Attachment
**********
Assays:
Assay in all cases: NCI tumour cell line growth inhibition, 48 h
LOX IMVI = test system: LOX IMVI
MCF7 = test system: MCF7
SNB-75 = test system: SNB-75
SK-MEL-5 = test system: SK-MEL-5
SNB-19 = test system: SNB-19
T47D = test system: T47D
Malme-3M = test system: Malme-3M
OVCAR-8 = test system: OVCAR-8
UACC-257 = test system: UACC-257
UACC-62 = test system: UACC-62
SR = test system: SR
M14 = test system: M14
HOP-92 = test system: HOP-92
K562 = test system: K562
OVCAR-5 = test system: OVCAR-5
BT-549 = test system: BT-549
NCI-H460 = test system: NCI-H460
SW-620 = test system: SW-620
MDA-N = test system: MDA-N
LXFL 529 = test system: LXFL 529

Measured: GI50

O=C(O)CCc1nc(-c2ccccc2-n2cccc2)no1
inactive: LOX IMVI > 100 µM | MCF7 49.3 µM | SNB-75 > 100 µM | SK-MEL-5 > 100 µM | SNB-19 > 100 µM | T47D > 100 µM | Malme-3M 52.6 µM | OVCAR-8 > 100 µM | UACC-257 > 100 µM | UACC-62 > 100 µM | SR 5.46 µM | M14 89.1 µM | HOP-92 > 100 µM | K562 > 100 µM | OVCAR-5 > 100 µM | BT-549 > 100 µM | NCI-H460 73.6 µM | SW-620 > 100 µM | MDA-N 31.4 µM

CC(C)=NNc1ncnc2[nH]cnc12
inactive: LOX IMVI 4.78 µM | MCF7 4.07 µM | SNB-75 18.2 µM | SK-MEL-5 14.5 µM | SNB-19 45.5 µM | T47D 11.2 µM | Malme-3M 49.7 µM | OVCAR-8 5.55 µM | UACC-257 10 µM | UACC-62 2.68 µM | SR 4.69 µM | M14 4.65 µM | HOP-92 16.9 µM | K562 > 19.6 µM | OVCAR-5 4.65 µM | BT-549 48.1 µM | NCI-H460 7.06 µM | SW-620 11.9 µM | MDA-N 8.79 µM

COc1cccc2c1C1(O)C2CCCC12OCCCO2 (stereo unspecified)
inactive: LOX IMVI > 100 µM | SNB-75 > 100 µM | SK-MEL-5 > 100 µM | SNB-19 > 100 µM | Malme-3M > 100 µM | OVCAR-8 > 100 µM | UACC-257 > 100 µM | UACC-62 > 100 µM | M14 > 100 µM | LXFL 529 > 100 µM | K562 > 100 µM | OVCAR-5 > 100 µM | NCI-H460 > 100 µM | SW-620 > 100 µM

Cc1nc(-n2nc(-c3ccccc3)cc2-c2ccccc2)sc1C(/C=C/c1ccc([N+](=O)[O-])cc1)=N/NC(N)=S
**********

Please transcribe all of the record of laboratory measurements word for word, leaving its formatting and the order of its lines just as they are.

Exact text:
Assays:
Assay in all cases: NCI tumour cell line growth inhibition, 48 h
LOX IMVI = test system: LOX IMVI
MCF7 = test system: MCF7
SNB-75 = test system: SNB-75
SK-MEL-5 = test system: SK-MEL-5
SNB-19 = test system: SNB-19
T47D = test system: T47D
Malme-3M = test system: Malme-3M
OVCAR-8 = test system: OVCAR-8
UACC-257 = test system: UACC-257
UACC-62 = test system: UACC-62
SR = test system: SR
M14 = test system: M14
HOP-92 = test system: HOP-92
K562 = test system: K562
OVCAR-5 = test system: OVCAR-5
BT-549 = test system: BT-549
NCI-H460 = test system: NCI-H460
SW-620 = test system: SW-620
MDA-N = test system: MDA-N
LXFL 529 = test system: LXFL 529

Measured: GI50

O=C(O)CCc1nc(-c2ccccc2-n2cccc2)no1
inactive: LOX IMVI > 100 µM | MCF7 49.3 µM | SNB-75 > 100 µM | SK-MEL-5 > 100 µM | SNB-19 > 100 µM | T47D > 100 µM | Malme-3M 52.6 µM | OVCAR-8 > 100 µM | UACC-257 > 100 µM | UACC-62 > 100 µM | SR 5.46 µM | M14 89.1 µM | HOP-92 > 100 µM | K562 > 100 µM | OVCAR-5 > 100 µM | BT-549 > 100 µM | NCI-H460 73.6 µM | SW-620 > 100 µM | MDA-N 31.4 µM

CC(C)=NNc1ncnc2[nH]cnc12
inactive: LOX IMVI 4.78 µM | MCF7 4.07 µM | SNB-75 18.2 µM | SK-MEL-5 14.5 µM | SNB-19 45.5 µM | T47D 11.2 µM | Malme-3M 49.7 µM | OVCAR-8 5.55 µM | UACC-257 10 µM | UACC-62 2.68 µM | SR 4.69 µM | M14 4.65 µM | HOP-92 16.9 µM | K562 > 19.6 µM | OVCAR-5 4.65 µM | BT-549 48.1 µM | NCI-H460 7.06 µM | SW-620 11.9 µM | MDA-N 8.79 µM

COc1cccc2c1C1(O)C2CCCC12OCCCO2 (stereo unspecified)
inactive: LOX IMVI > 100 µM | SNB-75 > 100 µM | SK-MEL-5 > 100 µM | SNB-19 > 100 µM | Malme-3M > 100 µM | OVCAR-8 > 100 µM | UACC-257 > 100 µM | UACC-62 > 100 µM | M14 > 100 µM | LXFL 529 > 100 µM | K562 > 100 µM | OVCAR-5 > 100 µM | NCI-H460 > 100 µM | SW-620 > 100 µM

Cc1nc(-n2nc(-c3ccccc3)cc2-c2ccccc2)sc1C(/C=C/c1ccc([N+](=O)[O-])cc1)=N/NC(N)=S